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Dangaard Dangaard (New Member) New Member

Several questions about piggybacks, Y siting, rates, and IV med admin

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*This got 5000% longer than I thought it would be. Here's a tl;dr version =_=

tl;dr version (all scenarios use alaris pumps)

-How do you set up two compatible meds to run at the same time into the same peripheral IV without losing meds in your tubing forever? Is it worth doing instead of hanging one med after another?

-Similar question as above, except running a med and a bolus at the same time. Also though, does the speed of the bolus affect the speed of the med being administered (my understanding is it doesn't?)? Are there times where you have to be cautious about the differing pump speeds?

-Any thoughts on adding a med straight into a (labelled) 500/1000cc bolus?

-What to do about meds from a secondary that get stuck in the line after the primary takes over? Don't bother since it's so small?

-Problems with backflow from your secondary ending up in your primary. I saw this happen severely with a coloured secondary med once. What happened? Any solution? Does that happen all the time and you just can't tell because everything's clear/colourless?

tl;dr version ends. Feel free to skip over the rest of this entire post which I think is mostly just details and rambling.

Lets say I have two IV meds to give along with a 1L NS bolus. Both meds are in 50ml NS minibags and are compatible with each other. I want to run both these meds at the same time using the same peripheral IV using 2 Alaris pumps.

Trying to set it up in my mind, I have one primary bag of 1L NS for the bolus hanging under a secondary (Drug A) which is y-sited above Pump A, which then attaches to the patient. That's not a problem. Then for Drug B, I have it attached and primed through a primary infusion set hooked up to Pump B, which is then Y-sited with the primary from Pump A below the pump.

With that, I have the problem that once the end of Drug B hits Pump B, it will complain of air in the line and will no longer infuse, meaning I've got maybe close to 10cc of diluted drug out of a 50cc bag not getting to my patient (let's assume there's no extra in the bag to compensate). Is there a solution for this? Is the solution to piggyback Drug B off of a another 50cc NS and get pump B to infuse 10-15cc NS at the same rate that Drug B is supposed to be infused at to flush the line?

Give the time and trouble used to set up an extra primary and secondary then, is it just more efficient to hang the next bag of meds when the first is done using pump A?

Alternatively, what if you need to run meds at the same time as a bolus? Bolus goes through pump A, and then med goes through pump B? Do you run the med as a primary, or as a secondary so you can flush your med after? Also, when is there concern over the infusion rates when you y-site below the pump? Say you're bolusing at 999cc/hr through line A, and running meds at 100cc/hr in line B, which is y-sited to line A below the pumps. Am I correct in saying that line B is depositing meds into line A at 100cc/hr, so therefore even though line A is running at 999cc/hr, the patient is still only getting the meds at 100cc/hr? Is there a time when different rates of y-sited lines becomes a problem?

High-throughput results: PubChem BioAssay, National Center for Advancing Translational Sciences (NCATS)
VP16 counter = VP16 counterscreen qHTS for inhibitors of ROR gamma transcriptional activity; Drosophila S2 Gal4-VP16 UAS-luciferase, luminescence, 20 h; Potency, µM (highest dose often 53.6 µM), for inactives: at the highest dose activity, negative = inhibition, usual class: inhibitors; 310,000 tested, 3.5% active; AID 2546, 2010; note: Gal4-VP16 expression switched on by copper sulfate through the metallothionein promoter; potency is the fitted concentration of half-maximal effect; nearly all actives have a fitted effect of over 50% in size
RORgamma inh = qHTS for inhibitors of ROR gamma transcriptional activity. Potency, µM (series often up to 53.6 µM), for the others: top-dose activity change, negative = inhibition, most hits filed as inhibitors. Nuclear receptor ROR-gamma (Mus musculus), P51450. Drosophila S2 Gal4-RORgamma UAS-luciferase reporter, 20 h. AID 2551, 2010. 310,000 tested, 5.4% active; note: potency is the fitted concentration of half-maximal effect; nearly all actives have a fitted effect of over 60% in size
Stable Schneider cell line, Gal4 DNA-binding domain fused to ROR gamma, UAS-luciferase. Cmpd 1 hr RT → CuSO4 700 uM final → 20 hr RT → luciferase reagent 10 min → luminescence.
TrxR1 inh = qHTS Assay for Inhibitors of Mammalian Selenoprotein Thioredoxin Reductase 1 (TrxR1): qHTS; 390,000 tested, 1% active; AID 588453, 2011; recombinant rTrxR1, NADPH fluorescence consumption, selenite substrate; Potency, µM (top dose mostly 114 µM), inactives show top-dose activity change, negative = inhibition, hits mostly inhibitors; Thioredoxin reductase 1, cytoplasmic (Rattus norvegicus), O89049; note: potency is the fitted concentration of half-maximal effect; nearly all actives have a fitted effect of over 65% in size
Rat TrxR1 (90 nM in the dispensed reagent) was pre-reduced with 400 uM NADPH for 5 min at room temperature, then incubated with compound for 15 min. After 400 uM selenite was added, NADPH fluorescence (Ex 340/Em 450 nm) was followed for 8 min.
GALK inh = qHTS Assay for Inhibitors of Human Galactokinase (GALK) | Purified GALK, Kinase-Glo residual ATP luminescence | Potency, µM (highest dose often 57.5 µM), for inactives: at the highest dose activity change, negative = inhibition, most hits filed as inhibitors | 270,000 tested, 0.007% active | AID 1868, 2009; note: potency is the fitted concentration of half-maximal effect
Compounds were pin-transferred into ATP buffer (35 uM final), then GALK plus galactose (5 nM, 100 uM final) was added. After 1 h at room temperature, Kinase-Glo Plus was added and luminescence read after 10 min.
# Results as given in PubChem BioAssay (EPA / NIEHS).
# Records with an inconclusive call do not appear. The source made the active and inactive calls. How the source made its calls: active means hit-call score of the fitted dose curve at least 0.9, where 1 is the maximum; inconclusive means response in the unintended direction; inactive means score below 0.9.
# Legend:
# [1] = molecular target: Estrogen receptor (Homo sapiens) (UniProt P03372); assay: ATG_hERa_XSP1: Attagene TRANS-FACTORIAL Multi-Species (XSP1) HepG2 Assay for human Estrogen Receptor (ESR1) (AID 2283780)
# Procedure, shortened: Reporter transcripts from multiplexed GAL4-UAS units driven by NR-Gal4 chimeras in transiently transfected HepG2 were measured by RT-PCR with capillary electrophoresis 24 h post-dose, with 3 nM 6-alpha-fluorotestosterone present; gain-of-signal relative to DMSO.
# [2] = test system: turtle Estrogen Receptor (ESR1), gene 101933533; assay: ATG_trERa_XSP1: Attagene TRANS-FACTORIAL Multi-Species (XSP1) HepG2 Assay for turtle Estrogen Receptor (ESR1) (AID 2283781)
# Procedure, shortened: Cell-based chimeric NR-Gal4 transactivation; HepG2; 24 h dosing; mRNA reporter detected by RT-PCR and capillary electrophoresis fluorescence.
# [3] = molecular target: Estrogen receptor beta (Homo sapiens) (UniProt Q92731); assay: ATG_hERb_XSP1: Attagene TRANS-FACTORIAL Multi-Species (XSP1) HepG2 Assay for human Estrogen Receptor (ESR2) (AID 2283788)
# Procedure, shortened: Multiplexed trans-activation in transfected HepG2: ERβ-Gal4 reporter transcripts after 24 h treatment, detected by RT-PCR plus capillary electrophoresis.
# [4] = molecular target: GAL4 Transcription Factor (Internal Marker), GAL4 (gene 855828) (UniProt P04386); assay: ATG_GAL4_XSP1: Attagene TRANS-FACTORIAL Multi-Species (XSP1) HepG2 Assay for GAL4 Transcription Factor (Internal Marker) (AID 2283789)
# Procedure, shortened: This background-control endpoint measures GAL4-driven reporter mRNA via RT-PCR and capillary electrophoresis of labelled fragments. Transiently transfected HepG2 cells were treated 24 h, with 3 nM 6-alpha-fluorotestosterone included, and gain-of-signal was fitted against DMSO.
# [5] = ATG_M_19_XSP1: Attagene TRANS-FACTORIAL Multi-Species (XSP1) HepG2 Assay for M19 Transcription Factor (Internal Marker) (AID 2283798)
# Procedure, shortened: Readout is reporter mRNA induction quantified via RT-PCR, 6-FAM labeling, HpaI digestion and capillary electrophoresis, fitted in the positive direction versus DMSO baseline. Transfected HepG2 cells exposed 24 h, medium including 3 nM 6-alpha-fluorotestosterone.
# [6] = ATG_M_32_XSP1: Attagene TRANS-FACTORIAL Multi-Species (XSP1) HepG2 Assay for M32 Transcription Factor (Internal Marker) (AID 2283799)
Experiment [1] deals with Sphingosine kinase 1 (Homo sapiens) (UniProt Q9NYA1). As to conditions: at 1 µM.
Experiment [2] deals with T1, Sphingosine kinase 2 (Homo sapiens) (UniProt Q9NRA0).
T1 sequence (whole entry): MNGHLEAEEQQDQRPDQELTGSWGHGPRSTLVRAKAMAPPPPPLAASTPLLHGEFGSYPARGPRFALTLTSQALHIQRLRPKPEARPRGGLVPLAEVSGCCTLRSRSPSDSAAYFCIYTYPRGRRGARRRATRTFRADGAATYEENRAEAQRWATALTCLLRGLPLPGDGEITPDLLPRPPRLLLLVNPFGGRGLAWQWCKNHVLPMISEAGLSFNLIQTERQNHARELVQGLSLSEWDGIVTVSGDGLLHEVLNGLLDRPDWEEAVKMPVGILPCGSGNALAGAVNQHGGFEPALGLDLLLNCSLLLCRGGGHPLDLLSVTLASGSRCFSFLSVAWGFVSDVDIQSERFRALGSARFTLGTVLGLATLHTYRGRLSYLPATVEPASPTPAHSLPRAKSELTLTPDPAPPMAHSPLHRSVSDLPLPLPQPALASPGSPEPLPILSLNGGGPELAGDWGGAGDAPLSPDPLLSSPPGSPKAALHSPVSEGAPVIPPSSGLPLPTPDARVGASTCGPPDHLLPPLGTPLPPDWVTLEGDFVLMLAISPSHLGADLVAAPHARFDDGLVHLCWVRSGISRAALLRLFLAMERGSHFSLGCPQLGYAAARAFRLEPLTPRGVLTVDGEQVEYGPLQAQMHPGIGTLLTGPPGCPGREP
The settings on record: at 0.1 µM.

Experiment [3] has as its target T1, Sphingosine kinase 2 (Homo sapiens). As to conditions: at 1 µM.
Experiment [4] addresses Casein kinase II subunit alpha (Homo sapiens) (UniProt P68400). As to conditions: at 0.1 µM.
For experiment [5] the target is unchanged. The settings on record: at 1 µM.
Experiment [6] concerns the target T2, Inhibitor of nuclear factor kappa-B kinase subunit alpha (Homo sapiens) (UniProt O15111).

On another note, a nurse once suggested to me to utilize 500ml and 1L boluses to administer a NS compatible med over that time by adding it straight to the bolus. Labelled of course. Any thoughts on this?

Couple more questions! In general with secondaries and minibags, since the pump can't know which bag to pull from and simply goes off of whatever fluid is at a higher elevation, isn't there typically some meds from the secondary bag still stuck in the secondary line once the primary takes over considering part of the secondary line will always be beneath the primary bag of fluid? I presume in most cases this amount is negligible?

Also how do you know your secondary isn't just backflowing into your primary bag? Most secondaries are the same colour as the primaries, but I distinctly recall seeing somebody hang a secondary bag with yellow tinged antibiotics (pretty sure it was ABX), then looking later and seeing plumes of it wisping up into the primary bag. The lines are the same lines that I've always used and seen, so I presume there are no backflow valves. I'm not sure if that happened while pump was actively running, or if it just happened that somebody removed the lines from the pump with the secondary unclamped, thereby allowing backflow into the primary. Do you actually have to clamp your primary line above the first y-site to prevent any backflow every time you run a secondary?

As an aside, I stopped to watch that particular situation as the pump ran, and I was surprised to see the only thing filling the drip chamber was the clear colourless primary solution. The primary had actually flown a little bit up the secondary tubing, and as the secondary fluid flowed down its own tubing, once it hit the bifurcation with the primary tubing, it flowed upwards towards and into the primary bag, and primary solution kept flowing down. Maybe density and solubility was at play here? I'm not sure.